Australia 505 (Burns 170, Smith 138, Wagner 6-106) and 201 for 3 (Burns 65, Smith 53*, Khawaja 45) beat New Zealand 370 (McCullum 145, Anderson 72, Lyon 3-61) and 335 (Williamson 97, Bird 5-59, Pattinson 4-77) by 7 wickets
Scorecard and ball-by-ball details
It wasn’t easy for Joe Burns, but he battled through © Getty Images
At once a benediction and a coronation, Brendon McCullum’s final moments as a Test cricketer marked Australia’s ascendancy to the world No. 1 Test ranking after a resilient and relentless performance by Steven Smith’s men.
It was Smith at the other end as Adam Voges stroked the winning runs through cover after key contributions from Joe Burns and Usman Khawaja. A target of 201 was never enough for New Zealand to defend against an Australian batting line-up that has carried much before them since the harsh lessons of England last year.
Since the nadir of Trent Bridge, Australia have won seven of nine Tests without once tasting defeat, enough to hand them the ICC Mace as the world’s top team and a $1 million prize. This was the first time Australia reached No. 1 since 2014, but the difference now was a far younger team aware there was still much more to do: namely to succeed in Asia, against Sri Lanka and India over the coming 15 months.
Befitting their enduring loyalty to McCullum, New Zealand’s effort was never less than wholehearted. This was epitomised by Neil Wagner’s continued bouncer assault on the tourists, despite carrying what had been revealed to be a broken left hand from a Burns shot that burst through his fingers on the fourth evening.
Even so, it was occasionally puzzling to see New Zealand not really trying to generate pressure through disciplined lines and reverse swing, which Matt Henry in particular was able to find. Smith relished the challenge of matching McCullum’s outlandish field settings with creativity of his own.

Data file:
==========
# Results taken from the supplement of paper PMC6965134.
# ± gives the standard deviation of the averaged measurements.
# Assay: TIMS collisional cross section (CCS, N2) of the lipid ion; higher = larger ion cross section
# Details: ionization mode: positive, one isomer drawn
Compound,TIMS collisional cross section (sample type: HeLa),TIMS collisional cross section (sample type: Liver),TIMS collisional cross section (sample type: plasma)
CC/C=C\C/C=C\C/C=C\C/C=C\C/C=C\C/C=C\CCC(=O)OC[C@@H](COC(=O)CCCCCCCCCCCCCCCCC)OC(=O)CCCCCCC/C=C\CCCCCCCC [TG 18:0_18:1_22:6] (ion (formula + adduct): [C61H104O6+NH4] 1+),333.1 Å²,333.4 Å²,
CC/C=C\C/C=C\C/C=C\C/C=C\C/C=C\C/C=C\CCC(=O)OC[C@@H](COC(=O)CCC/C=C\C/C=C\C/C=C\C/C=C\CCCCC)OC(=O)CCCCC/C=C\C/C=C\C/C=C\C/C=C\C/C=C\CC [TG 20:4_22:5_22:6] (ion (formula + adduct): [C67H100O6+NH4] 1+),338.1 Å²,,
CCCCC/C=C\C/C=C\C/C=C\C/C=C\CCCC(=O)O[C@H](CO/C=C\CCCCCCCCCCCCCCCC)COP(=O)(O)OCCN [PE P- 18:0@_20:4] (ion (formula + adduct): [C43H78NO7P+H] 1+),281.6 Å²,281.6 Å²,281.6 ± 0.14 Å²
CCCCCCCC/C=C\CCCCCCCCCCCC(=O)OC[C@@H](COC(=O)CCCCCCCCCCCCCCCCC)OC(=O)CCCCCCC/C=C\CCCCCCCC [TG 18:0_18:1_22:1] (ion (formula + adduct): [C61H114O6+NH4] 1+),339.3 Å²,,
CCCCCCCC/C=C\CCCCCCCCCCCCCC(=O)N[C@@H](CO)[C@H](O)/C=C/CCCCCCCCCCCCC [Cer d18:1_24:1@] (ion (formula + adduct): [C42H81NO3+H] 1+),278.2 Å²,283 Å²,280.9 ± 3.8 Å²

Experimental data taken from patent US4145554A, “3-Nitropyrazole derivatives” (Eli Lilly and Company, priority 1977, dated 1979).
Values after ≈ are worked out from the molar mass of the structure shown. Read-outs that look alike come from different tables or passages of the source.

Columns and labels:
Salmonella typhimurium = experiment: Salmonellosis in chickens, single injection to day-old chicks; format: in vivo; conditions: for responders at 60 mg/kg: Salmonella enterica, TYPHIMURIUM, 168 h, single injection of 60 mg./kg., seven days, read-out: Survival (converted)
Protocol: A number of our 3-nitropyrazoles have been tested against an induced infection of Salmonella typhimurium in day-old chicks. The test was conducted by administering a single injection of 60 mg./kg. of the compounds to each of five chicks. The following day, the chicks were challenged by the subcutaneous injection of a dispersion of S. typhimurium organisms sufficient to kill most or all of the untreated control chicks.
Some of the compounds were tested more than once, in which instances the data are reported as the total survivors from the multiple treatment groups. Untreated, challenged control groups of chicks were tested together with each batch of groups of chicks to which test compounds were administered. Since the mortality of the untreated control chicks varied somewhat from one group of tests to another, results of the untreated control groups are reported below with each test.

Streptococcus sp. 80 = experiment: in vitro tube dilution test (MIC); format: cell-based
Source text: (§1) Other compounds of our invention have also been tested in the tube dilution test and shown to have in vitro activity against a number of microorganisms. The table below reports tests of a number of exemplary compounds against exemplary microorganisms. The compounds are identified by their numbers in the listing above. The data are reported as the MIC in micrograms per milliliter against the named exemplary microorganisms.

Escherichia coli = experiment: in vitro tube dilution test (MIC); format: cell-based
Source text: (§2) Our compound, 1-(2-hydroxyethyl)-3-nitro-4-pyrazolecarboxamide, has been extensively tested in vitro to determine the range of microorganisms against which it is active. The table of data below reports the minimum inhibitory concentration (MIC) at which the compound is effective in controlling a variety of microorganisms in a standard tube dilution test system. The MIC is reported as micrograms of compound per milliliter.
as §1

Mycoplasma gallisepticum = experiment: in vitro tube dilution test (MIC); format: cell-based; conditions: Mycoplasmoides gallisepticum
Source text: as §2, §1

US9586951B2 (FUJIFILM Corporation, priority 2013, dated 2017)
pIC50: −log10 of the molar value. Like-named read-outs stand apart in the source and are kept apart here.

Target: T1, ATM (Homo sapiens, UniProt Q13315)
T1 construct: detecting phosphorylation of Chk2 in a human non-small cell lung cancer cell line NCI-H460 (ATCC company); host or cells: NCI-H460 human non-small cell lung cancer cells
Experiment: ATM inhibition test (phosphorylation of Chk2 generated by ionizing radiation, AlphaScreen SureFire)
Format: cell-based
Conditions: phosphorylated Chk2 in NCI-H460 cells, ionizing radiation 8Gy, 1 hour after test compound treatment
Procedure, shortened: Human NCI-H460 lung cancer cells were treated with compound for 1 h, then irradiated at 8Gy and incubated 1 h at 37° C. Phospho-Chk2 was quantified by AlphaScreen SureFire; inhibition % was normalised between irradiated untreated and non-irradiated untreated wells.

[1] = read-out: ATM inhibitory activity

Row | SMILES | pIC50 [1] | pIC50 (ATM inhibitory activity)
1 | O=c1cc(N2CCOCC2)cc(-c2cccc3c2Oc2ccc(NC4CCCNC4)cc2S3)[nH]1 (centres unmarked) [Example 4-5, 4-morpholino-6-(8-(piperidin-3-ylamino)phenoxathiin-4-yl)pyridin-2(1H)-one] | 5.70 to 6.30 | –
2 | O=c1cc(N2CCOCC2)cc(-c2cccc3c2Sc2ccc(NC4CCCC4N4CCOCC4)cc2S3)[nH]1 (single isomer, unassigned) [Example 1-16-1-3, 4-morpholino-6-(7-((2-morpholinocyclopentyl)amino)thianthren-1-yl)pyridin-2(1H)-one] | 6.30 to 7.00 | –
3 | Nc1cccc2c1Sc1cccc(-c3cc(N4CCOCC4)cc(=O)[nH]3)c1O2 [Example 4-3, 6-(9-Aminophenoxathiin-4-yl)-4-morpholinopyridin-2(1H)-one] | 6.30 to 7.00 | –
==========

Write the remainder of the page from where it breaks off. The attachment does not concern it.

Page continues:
Khawaja had a fortunate escape in the second over of the morning, edging Trent Boult precisely between the wicketkeeper and a wide sole slip. Thereon he accumulated his runs in calm style.
Batting was more of a struggle for Burns, who was struck one glancing blow on the helmet by Wagner and others on the body. He took 35 minutes of play to add to his overnight score, but refused to be flustered and eventually went to a deserved fifty.
Tim Southee’s entry to the attack brought another Khawaja edge, this time held smartly by McCullum above his head. Smith arrived to one last display of lateral captaincy from New Zealand’s retiring leader, a packed leg side field and another short-ball attack.
Having been hit hard by a bouncer in the first innings, Smith resolved to attack, and boldly hooked his first short ball from Wagner over the head of the man at fine leg. He used the full width of the crease to open up other scoring zones, and was soon bringing the target well within reach.
After speaking with the umpires, Smith took the opportunity for an extra 15 minutes to try to seal the game without breaking for lunch. Burns rose to the challenge with a pair of boundaries before being bowled by Boult when going for a third, leaving Smith to concede the job could not be done before the interval.
The remaining 16 runs were duly polished off in early afternoon, Voges finishing off the match with a princely cover drive. Australian celebrations were of the reserved variety: partly out of deference for McCullum, but also in acknowledgement of the fact that getting to the top is one thing, staying there quite another.
Daniel Brettig is an assistant editor at ESPNcricinfo. @danbrettig
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Source: ESPN Crickinfo